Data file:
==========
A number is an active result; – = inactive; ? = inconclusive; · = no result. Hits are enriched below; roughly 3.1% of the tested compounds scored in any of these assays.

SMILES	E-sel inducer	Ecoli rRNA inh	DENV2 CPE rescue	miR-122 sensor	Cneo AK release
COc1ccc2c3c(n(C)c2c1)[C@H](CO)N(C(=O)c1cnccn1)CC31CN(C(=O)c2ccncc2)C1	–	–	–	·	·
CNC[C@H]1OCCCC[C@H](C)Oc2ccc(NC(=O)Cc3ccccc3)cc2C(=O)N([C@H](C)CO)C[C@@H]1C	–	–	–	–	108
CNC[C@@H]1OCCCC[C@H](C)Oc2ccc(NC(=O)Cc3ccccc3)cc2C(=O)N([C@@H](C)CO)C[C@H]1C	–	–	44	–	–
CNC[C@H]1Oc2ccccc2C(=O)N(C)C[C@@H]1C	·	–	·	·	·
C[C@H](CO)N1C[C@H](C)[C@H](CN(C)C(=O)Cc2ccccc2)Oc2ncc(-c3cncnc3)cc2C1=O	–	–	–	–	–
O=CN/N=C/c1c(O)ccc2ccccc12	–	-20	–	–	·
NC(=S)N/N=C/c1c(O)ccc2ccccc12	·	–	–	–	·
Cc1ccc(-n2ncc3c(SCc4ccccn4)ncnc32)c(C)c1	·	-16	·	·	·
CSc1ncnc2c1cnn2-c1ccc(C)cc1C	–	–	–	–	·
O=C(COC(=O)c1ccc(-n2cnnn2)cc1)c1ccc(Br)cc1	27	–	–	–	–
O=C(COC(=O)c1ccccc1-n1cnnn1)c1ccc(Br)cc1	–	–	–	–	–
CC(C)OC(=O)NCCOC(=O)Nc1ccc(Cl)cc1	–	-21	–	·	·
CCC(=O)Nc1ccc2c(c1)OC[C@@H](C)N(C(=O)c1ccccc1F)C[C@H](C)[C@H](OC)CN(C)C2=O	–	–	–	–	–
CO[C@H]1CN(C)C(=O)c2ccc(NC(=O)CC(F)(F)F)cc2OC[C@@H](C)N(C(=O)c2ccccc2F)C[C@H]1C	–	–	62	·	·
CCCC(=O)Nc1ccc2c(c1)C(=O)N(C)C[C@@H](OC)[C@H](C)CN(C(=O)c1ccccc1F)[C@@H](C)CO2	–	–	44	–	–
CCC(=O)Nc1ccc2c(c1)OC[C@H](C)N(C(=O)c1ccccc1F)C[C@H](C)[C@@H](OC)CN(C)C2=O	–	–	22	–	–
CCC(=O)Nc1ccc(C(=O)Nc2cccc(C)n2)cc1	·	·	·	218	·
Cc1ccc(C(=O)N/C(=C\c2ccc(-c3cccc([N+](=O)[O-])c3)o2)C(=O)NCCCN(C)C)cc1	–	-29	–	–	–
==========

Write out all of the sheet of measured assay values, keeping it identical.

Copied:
A number is an active result; – = inactive; ? = inconclusive; · = no result. Hits are enriched below; roughly 3.1% of the tested compounds scored in any of these assays.

SMILES	E-sel inducer	Ecoli rRNA inh	DENV2 CPE rescue	miR-122 sensor	Cneo AK release
COc1ccc2c3c(n(C)c2c1)[C@H](CO)N(C(=O)c1cnccn1)CC31CN(C(=O)c2ccncc2)C1	–	–	–	·	·
CNC[C@H]1OCCCC[C@H](C)Oc2ccc(NC(=O)Cc3ccccc3)cc2C(=O)N([C@H](C)CO)C[C@@H]1C	–	–	–	–	108
CNC[C@@H]1OCCCC[C@H](C)Oc2ccc(NC(=O)Cc3ccccc3)cc2C(=O)N([C@@H](C)CO)C[C@H]1C	–	–	44	–	–
CNC[C@H]1Oc2ccccc2C(=O)N(C)C[C@@H]1C	·	–	·	·	·
C[C@H](CO)N1C[C@H](C)[C@H](CN(C)C(=O)Cc2ccccc2)Oc2ncc(-c3cncnc3)cc2C1=O	–	–	–	–	–
O=CN/N=C/c1c(O)ccc2ccccc12	–	-20	–	–	·
NC(=S)N/N=C/c1c(O)ccc2ccccc12	·	–	–	–	·
Cc1ccc(-n2ncc3c(SCc4ccccn4)ncnc32)c(C)c1	·	-16	·	·	·
CSc1ncnc2c1cnn2-c1ccc(C)cc1C	–	–	–	–	·
O=C(COC(=O)c1ccc(-n2cnnn2)cc1)c1ccc(Br)cc1	27	–	–	–	–
O=C(COC(=O)c1ccccc1-n1cnnn1)c1ccc(Br)cc1	–	–	–	–	–
CC(C)OC(=O)NCCOC(=O)Nc1ccc(Cl)cc1	–	-21	–	·	·
CCC(=O)Nc1ccc2c(c1)OC[C@@H](C)N(C(=O)c1ccccc1F)C[C@H](C)[C@H](OC)CN(C)C2=O	–	–	–	–	–
CO[C@H]1CN(C)C(=O)c2ccc(NC(=O)CC(F)(F)F)cc2OC[C@@H](C)N(C(=O)c2ccccc2F)C[C@H]1C	–	–	62	·	·
CCCC(=O)Nc1ccc2c(c1)C(=O)N(C)C[C@@H](OC)[C@H](C)CN(C(=O)c1ccccc1F)[C@@H](C)CO2	–	–	44	–	–
CCC(=O)Nc1ccc2c(c1)OC[C@H](C)N(C(=O)c1ccccc1F)C[C@H](C)[C@@H](OC)CN(C)C2=O	–	–	22	–	–
CCC(=O)Nc1ccc(C(=O)Nc2cccc(C)n2)cc1	·	·	·	218	·
Cc1ccc(C(=O)N/C(=C\c2ccc(-c3cccc([N+](=O)[O-])c3)o2)C(=O)NCCCN(C)C)cc1	–	-29	–	–	–